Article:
When markets crumble and volatility is high, many experts advise investors to “buy quality.”
Often quality is equated with purveyors of high-end goods and services. The idea is that the rich will always buy. Therefore, the theory goes, companies that cater to the affluent are insulated from the plebian worries of the mass markets, making luxury-goods merchants safer bets than most companies.
But are they? Most often, no. High end retailers and purveyors of luxury goods usually get hammered at the end of a bear cycle. It is therefore a good idea to avoid them – and even to use them as indicators for when the bear cycle is ending.
This applies not only to high-end purveyors of luxuries, but also to high-end auctioneers and to specialty retailers that sell what is not strictly necessary.
For instance, auction houses such as Sotheby's do well in a bull market, but do particularly badly at the end of a bear, because they deal in art and in expensive luxuries.
I am not against either art or luxuries, and have even been known to indulge in both. But as generators of income these two categories are highly cyclical. Auctioneers' customers are often the newly rich who made their wealth as the result of the latest economic fad. After buying the chateau and the Ferrari, these freshly minted millionaires often want to flaunt their success by buying art. Thus, as a bull market soars, so do art prices – and the price of auctioneers' stocks.
However, when an economic boom fades, auctioneers' profits not only wane, but plunge. As the bull ends, commissions tumble. Worse, by the end of the cycle auctioneers are often stuck with guarantees given to sellers, so that the final fall – when it comes – is particularly unpleasant.
We have seen this cycle before: after the junk-bond boom and after the Internet boom.
Another purveyor of luxury that goes soft when bear markets roar is Tiffany’s The jewellery retailer, however, caters to old money on a continuing basis, not just the newly rich. So while Tiffany is clawed by the market, it is not as badly mauled as Sotheby’s.
A high-end retailer that does ho-hum at the best of times is Saks Recently, Carlos Slim Helu, the Mexican billionaire, bought a bit less than 10 per cent of the company. I think he was motivated more by the desire to own an icon of affluent Americans than by the prospect of any short-term return. Before the bear market ends, Saks will be down too.
Finally, a stock I mentioned a month ago is one to avoid – Skechers . While it is not strictly speaking high-end, it is definitely a niche retailer, since no one can say that buttock-shaping sneakers are really a necessity of life. When times are tough, such purchases are often the first to be cut, as they are now.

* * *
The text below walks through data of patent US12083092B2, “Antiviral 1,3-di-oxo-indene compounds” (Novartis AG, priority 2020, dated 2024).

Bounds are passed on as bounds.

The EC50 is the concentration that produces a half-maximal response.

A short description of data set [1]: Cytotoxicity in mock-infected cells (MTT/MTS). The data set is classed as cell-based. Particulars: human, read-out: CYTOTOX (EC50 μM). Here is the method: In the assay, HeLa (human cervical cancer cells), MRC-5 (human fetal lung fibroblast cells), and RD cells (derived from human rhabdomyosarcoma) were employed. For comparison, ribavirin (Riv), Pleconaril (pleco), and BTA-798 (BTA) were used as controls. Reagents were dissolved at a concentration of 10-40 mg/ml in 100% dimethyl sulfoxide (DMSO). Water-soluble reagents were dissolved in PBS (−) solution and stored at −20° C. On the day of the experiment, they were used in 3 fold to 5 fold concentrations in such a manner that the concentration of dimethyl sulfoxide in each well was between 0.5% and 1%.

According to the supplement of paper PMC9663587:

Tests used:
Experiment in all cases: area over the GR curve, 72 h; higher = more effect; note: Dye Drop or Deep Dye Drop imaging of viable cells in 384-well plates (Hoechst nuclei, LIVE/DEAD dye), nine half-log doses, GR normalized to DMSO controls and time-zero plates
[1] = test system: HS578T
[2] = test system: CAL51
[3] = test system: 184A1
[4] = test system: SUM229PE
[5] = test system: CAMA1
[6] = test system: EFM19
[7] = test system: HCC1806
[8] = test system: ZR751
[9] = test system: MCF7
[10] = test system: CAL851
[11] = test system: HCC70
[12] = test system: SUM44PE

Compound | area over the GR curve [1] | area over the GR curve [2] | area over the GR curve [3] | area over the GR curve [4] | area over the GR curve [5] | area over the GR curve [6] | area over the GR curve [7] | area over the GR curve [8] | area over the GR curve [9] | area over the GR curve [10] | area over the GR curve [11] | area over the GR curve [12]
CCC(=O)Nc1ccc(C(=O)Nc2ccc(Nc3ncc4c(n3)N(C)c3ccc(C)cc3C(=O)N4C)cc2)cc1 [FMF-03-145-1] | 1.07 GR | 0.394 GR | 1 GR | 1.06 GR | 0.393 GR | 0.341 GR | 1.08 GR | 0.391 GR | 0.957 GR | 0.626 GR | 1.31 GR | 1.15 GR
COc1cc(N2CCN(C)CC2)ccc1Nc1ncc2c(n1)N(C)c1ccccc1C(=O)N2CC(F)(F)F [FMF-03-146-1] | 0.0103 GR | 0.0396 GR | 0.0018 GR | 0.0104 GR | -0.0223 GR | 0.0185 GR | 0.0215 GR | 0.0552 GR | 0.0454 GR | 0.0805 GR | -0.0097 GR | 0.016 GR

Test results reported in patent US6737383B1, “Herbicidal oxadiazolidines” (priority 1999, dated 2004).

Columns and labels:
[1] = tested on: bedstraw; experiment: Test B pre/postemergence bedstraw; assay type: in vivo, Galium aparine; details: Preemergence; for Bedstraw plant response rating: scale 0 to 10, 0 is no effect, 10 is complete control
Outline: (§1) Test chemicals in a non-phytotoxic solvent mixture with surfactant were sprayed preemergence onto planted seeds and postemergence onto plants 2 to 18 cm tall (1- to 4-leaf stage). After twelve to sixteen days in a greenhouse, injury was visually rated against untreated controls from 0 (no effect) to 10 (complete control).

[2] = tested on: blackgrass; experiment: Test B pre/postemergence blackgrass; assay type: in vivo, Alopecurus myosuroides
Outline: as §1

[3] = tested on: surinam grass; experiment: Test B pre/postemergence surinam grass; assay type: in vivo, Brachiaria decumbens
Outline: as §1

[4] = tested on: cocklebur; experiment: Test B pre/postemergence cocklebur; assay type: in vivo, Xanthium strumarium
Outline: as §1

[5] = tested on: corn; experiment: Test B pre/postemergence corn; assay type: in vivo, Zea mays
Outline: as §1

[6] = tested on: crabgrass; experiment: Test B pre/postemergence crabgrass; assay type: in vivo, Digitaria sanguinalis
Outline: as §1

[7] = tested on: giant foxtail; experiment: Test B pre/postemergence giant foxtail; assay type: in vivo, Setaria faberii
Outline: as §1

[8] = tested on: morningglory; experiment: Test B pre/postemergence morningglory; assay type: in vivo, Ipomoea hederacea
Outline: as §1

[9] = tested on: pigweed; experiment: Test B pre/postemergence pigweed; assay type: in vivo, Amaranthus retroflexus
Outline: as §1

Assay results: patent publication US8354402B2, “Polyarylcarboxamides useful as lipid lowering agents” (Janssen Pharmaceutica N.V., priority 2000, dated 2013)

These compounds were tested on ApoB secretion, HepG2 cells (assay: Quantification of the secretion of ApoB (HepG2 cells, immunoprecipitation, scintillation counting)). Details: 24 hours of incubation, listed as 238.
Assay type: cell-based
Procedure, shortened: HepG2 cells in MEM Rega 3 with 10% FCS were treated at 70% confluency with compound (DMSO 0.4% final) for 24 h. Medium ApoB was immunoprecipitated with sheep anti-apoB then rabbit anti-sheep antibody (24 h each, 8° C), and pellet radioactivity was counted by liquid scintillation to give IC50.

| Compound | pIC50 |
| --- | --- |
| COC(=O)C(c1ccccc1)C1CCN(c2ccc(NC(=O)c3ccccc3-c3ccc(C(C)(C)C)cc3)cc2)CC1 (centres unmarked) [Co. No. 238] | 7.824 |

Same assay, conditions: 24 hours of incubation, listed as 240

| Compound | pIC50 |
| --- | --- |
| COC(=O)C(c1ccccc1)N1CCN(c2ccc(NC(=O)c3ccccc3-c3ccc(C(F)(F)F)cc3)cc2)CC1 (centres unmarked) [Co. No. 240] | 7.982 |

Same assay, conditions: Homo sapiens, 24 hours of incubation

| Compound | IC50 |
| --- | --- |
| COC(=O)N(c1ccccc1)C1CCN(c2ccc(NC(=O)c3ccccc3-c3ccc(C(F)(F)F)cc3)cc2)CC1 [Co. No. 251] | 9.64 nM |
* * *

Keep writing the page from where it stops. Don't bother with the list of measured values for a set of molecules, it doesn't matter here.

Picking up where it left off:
All the above stocks, by the way, bottomed in March, 2003 and March, 2009, in sync with the previous two bear markets.
Now you may ask: which retailer is likely to do better in a better market?
I would say TJX Cos. which sells off-price apparel and home fashions, including Winners here in Canada. Even in hard times – especially then – it does okay. Indeed, its past performance, too, has been steadier, whereas the others have been far more cyclical.
It's all about timing. To give the cyclical retailers their just due, once the bear market hits bottom, stocks such as Sotheby's and Skechers can be wonderful buys, if you purchase them at the right time.
When would that be? I think Skechers, now around $16 (U.S) a share, will hit a low between $5 and $8. For Tiffany's, now around $67, I foresee a bottom between $45 and $50. Saks, now in the $9 range, will fade to between $5 and $7. Sotheby's, now around $35, should be hit hardest – to lows of $10 to $15.
Ignore the volatility in the interim. The market is taking a complicated, lengthy path to bottom here, just as it did between November, 2008, and March, 2009, or between October, 2002 and March, 2003.
Both these final bear tumbles took about six months. We are now about midway in this one, so I'd expect the final bottom between September and December.
The luxury and specialty stocks that I've mentioned above should probably reach their nadir about that time also. They would then be, as usual in market bottoms, good-to-splendid buys.
But until then I'd avoid them.